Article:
There were two Q and As last night. The first Q and A went for about 45 minutes and consisted of two intelligent politicians and two intelligent economists having a civilised policy discussion about Australia’s economic future. It made for a refreshing break in the political mudslinging and brought about a sense of wistfulness.
The second Q and A was about 20 minutes long and was a whole other kettle of fish. It could have done with a bit of mudslinging.
The two “elephants in the room”, Kevin Rudd and Malcolm Turnbull, went head-to-head on the Q and A panel last night, with Heather Ridout and Judith Sloan thrown in for some policy heft, presumably to keep the pollies honest.
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Sophie Mirabella is copping it this morning because unlike Greg Combet (Clark Kent anybody?) she didn’t rush to the aid of Simon Sheikh when he collapsed next to her on the Q and A desk last night.
Visually it didn’t look great. As the Get Up! director slumped forward unconscious the Shadow Industry Minister appeared to recoil. It was certainly an odd moment. Climate Change Minister Combet, who was mid-sentence, expressed the confusion everyone would have felt when Sheikh (who is ok, thankfully) first connected head with desk. “I’m not quite sure what Simon’s doing there. Is he okay? I think… he’s not okay. Simon is not okay,” Combet said, before going to Sheikh’s aid.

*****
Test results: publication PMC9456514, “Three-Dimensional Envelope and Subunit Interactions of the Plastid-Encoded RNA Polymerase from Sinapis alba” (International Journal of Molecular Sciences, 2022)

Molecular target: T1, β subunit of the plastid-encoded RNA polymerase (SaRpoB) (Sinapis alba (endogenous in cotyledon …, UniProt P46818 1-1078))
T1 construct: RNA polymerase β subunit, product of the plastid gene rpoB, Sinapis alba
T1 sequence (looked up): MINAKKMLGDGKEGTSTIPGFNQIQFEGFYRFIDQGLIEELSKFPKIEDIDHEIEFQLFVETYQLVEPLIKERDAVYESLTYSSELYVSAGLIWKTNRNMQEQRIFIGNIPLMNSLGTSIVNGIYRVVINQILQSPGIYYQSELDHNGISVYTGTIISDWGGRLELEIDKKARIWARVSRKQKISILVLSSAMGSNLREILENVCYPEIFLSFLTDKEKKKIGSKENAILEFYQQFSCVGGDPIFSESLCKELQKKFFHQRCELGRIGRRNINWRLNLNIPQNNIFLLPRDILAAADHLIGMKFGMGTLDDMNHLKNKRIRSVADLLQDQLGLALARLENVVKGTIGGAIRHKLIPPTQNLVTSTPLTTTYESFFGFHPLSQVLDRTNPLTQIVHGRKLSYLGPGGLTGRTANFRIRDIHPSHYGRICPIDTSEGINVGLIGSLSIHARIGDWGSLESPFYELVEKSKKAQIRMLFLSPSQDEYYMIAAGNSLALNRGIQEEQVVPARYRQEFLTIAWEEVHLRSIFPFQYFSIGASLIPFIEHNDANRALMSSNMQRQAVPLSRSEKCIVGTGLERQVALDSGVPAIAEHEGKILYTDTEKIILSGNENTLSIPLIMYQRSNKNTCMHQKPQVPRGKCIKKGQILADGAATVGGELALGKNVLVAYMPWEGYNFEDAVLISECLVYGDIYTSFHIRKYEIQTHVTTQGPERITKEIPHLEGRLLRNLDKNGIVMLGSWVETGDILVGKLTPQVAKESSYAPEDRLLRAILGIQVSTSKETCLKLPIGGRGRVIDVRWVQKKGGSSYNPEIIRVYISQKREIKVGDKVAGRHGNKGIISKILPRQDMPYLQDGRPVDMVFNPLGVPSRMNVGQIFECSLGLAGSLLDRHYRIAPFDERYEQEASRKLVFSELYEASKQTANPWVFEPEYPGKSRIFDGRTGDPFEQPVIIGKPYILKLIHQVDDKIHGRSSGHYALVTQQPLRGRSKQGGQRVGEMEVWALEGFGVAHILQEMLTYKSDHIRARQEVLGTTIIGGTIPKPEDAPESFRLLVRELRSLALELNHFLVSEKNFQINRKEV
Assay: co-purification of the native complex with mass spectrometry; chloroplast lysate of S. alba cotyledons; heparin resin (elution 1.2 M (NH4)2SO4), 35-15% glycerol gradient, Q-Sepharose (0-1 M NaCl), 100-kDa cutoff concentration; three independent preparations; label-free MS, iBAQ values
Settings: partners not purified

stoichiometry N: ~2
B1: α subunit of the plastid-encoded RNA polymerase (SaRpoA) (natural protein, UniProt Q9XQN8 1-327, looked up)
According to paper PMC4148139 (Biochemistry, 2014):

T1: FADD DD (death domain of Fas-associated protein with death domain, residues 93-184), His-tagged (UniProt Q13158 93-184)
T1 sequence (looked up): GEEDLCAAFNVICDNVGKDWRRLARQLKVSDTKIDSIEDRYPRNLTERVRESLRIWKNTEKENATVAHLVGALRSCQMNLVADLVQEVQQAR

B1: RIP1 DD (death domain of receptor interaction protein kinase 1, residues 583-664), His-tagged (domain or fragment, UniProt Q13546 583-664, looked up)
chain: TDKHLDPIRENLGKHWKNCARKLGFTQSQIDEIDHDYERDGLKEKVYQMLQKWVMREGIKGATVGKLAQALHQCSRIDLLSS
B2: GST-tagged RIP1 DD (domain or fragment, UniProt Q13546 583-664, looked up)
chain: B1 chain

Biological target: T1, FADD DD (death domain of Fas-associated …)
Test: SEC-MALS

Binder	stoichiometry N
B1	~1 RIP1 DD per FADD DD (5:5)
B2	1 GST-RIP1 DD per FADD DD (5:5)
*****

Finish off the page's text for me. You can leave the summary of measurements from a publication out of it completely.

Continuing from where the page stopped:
Mirabella’s inaction was for a just a few short seconds, but from the reaction you would think the woman had poisoned the political activist’s glass of water.
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Why didn’t the Q&A shoe‑thrower Peter Gray toss former Prime Minister John Howard a lamington instead?
Taking his cue from an Iraqi journalist, turned footwear rejecter, who flung his possessions at then‑US President George W Bush, Gray in one unoriginal act exposed the limitations of the Q&A program as an uninhibited experiment in deliberative democracy.
According to the program’s website, Q&A aims to place punters, pollies and pundits together to ‘thrash out’ the hot issues of the week. Think of it as the political equivalent of a WWE steel cage match.
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